The FAA Will Issue Every Boeing 737 MAX Airworthiness Certificate

The FAA has said that it will exclusively issue airworthiness certificates for the Boeing 737 MAX following its return to service. Previously, Boeing had been able to issue its own airworthiness certificates when aircraft were completed in Seattle.

Boeing 737 MAX, FAA, Airworthiness Certificate
The FAA will take on responsibility for certifying that each Boeing 737 MAX is airworthy. Photo: Boeing

In mid-December, the Boeing 737 MAX will have been grounded for nine months. However, Boeing is hoping that the FAA will recertify the Boeing 737 MAX by the end of the year. This would allow the American aircraft manufacturer to recommence deliveries of the aircraft in December of this year. However, each Boeing 737 MAX will now have to be certified by the FAA one by one prior to delivery.

In the public interest

According to Reuters, the FAA sent a letter to Boeing informing them of its decision regarding the issuance of airworthiness certificates to individual aircraft. The letter is reported to have said:


“[The FAA] has determined that the public interest and safety in air commerce require that the FAA retain authority to issue airworthiness certificates and export certificates of airworthiness for all 737 MAX airplanes.”

Boeing 737 MAX, FAA, Airworthiness Certificate
Boeing was hoping to resume 737 MAX deliveries in December. Photo: Boeing

While Boeing has been able to issue airworthiness certificates for the Boeing 737 MAX up until now, the process will now be completed by the Federal Aviation Administration. As a result, each 737 MAX airframe will be certified as airworthy by the FAA before leaving the planemaker.

What does Boeing think?

Up until now, Boeing has been able to individually certify that its aircraft were airworthy. Now, however, the FAA will exclusively perform that role until “[Boeing has] fully functional quality control and verification processes in place”.


At the time of writing, Boeing had yet to respond to a request for comment from Simple Flying. However, a Boeing spokesperson told Reuters,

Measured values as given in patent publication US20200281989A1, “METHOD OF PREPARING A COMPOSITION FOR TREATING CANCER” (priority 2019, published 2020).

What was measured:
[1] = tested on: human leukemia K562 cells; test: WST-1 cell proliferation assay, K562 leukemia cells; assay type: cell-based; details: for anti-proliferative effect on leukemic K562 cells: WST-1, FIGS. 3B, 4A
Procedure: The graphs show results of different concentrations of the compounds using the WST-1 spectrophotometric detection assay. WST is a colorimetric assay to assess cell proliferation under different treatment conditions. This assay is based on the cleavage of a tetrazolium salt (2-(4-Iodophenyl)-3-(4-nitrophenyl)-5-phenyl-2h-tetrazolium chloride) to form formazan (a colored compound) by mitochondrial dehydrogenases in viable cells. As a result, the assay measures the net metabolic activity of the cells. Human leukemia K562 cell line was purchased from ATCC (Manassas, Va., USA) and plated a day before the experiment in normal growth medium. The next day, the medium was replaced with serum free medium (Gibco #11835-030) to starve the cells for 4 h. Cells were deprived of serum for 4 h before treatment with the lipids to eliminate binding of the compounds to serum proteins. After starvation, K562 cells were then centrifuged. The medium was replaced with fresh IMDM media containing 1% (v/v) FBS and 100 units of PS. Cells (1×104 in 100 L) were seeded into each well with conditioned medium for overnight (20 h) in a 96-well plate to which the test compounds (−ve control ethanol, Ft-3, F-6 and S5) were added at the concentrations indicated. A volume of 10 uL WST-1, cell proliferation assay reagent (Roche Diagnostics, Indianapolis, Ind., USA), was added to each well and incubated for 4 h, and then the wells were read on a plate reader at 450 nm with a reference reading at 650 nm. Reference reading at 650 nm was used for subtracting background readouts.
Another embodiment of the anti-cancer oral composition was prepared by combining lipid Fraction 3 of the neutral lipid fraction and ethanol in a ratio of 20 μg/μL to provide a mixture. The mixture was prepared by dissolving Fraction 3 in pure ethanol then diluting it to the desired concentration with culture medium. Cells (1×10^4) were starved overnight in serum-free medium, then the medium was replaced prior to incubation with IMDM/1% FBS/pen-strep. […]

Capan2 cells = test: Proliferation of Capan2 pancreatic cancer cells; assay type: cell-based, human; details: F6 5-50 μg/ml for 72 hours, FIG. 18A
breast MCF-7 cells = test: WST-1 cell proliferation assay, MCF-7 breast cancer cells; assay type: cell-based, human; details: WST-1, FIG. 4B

“We continue to follow the lead of the FAA and global regulators. They will determine when key milestones are achieved and when the fleet and training requirements are certified so the MAX can safely return to service.”

Boeing 737 MAX, FAA, Airworthiness Certificate
Boeing has built up a backlog of the aircraft waiting to be delivered. Photo: Boeing

What’s next?

Boeing has built up quite the backlog of 737 MAX aircraft awaiting delivery. In fact, no aircraft have been delivered since March, although aircraft have still been constructed. This means that many aircraft are sat in Seattle waiting to be delivered. They are even sat in car parks.

Once the aircraft’s grounding is lifted the FAA will now be tasked with issuing an airworthiness certificate to each aircraft before they are delivered, either within the US or abroad. As other aviation authorities may want to certify the aircraft themselves, this may be a simpler process within the US. After all, the FAA wouldn’t issue an airworthiness certificate if it didn’t want the aircraft flying.

When do you think the Boeing 737 MAX will return to the skies? Let us know your thoughts in the comments.


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…it looks as if the days of cozy friendship between Boeing and the FAA are over…


Not the worst scenario for Boeing. An amplified check by native authorities could mitigate concerns on the upcoming aircrafts. After all, if all air authorities prepare scrutinize every single plane they have jurisdiction may lead to unforeseenable outcomes.

High Mile Club

Letting Boeing self-certify is what got them in this mess in the first place. Airworthiness should solely be in the hands of the regulators, and it’s gonna be a while before Boeing has decent quality control.


Self certification is here to stay. Boeing just needs to comply with the process and a few more FAA inspectors need to developed and left free to be sniffing around. ODA is not really self certification it allows the FAA to pass specific aspects of certification back to Boeing when Boeing specifically detailed what that was.

Grant Percival

Boeing requires the customer to be there for every build and to sign acceptance that the aircraft meets specification. This is a massive change as now FAA is going to supply quality assurance and that shall require a massive workforce not just at the assembly plant but also along the supply chain otherwise they are at risk.

Niklas Andersson

Why Boeing self-inflected ( certified ) themselves… weird… It doesn’t sound Boeing at all.

Let Boeing Engineer their Aircraft themselves not be led by politicians and Mytomaniac CEO.

Boeing did a good job until by the past, and challenged Airbus by Knowledge and Safety… not by EGO and Money.


Just curious, how does it work for AIrbus? Does the EASA certify the aircraft or does Airbus self-certify also.


Will Congress fund what this mandates in the FAA budget?